The Paleo diet is based on the premise that if our ancestors didn’t eat it, we shouldn’t eat it. Also known as the caveman diet or hunter gatherer diet, followers only consume natural products grown from the earth, with the premise that humans haven’t evolved to properly digest new foods such as grain, legumes, or dairy.

The menu is small but packed with nutritionally dense options so delicious you won’t even believe it’s good for you. “Healthy eating should be fun, not a chore” says Davidson, who has created a menu that while Paleo focused, is flexible enough to offer sourdough toast as an option. Ingredients are sourced locally, only adding to the feeling of healthy euphoria.

The all-day menu has a slight Asian leaning, with options like daikon tuna rolls ($20.00), pork belly with cabbage ($22.00), or the spanner crab omelette with Asian herbs, toasted coconut and chilli jam ($24.00). The latter has apparently been going gang busters and it’s easy to see why. It’s light, silky and delicious, a great way to start the day.


If you can’t handle crab for breakfast, a few on-trend favorites receive the Paleo treatment too, like the Patch bircher muesli made with nuts and seeds ($15.00) and the breakfast salad with kale, avocado, pomegranate, almond, cauliflower and soft boiled egg ($16.00).

If you enjoy eating like a caveman, try the caveman breakfast ($22.00). It’s kinda like you’re regular big breakfast, but without the guilt. On it is poached eggs, bacon, wagyu steak, sautéed kale, cherry tomatoes and sweet potato fritters, with the fritters bumping this dish into the next level of deliciousness.


Still a little dubious of Paleo? Don’t worry, there’s menu options you will recognize. The classic eggs benedict is there ($16.00), available with either the usual English muffins, or if you feel like dabbing a toe in the Paleo pool there’s the option of ‘Paleo Toast’ or on special request, sweet potato fritters.


Think you can’t have your cake and eat it too? You’d be wrong. At the register is a cabinet laden with treats made by Addicted 2 Goodness who handmake organic, paleo, gluten-free, sugar-free and dairy-free treats in St Kilda. Their blueberry cheesecake isn’t like the regular artery-clogging variety from your local; this version is light and just the thing to finish off your delicious guiltfree meal.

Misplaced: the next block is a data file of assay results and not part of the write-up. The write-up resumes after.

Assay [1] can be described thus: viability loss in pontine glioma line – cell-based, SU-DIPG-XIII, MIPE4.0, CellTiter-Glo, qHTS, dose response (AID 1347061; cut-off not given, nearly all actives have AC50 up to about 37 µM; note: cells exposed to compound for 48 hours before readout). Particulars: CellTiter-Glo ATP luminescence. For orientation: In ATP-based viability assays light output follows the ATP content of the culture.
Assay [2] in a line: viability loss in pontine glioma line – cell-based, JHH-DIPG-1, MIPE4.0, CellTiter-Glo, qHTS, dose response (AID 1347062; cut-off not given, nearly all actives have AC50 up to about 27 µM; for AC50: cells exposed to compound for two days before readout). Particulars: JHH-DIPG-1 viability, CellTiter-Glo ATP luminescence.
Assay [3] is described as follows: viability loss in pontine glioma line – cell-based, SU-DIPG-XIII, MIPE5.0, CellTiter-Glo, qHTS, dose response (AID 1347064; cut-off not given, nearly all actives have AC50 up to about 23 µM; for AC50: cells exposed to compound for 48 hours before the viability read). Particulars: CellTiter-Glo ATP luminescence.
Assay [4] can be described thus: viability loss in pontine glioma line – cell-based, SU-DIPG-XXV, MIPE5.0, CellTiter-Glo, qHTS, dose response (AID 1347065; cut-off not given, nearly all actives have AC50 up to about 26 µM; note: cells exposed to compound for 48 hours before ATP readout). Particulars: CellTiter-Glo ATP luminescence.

Inhabited by athletes both professional and not (Davidson is a former AFL player), gym junkies, and foodies alike, Patch has a feel-good buzz that is infectious and sure to get your weekend off to the right start. Even if you’re not serious about healthy eating, the food is good enough for anyone to enjoy.

Patch on Urbanspoon

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Kale, chicken and cauliflower winter salad

MFF_KaleChickenSaladEach Sunday, I make up a weeks worth of lunches for work. It saves time during the week, is cost efficient, and I know that I will be eating reasonably healthy. Last week’s lunches were a winter salad of kale, chicken and cauliflower. I enjoyed it so much I decided I had to share it with all of you today. I usually get about 5 lunches out of this but I have said serves 4 just to be on the safe side.

1 bunch of kale
1 rotisserie chicken

1/2 head cauliflower
1/2 bunch parsley, roughly chopped
100g almonds, roughly chopped
1/4 cup lemon juice
1/2 cup olive oil
1 tsp cumin
1 tsp sweet paprika
1 clove garlic
salt and pepper

  1. Strip the leaves from the kale and wash well. Drain. Shred finely and place in a large bowl. In a jar, combine lemon juice, olive oil, cumin, paprika and garlic. Season to taste. Pour over kale and using your hands, massage the dressing into the kale to soften, about 5 minutes. Set aside.
  2. Peel the skin off the chicken and discard. Pull the meat from the bones and flake into bite sized pieces. Place in the bowl with the kale.
  3. Remove the stem from the cauliflower and cut into small florets. Place in a food processor and process until the texture of cous cous. Tip the cauliflower on to a clean tea towel and squeeze the liquid out. Place cauliflower in the bowl with the chicken and kale.
  4. Add the parsley and almonds to the salad, drizzle with a little extra olive oil and season to taste. Toss well before serving.

Serves 4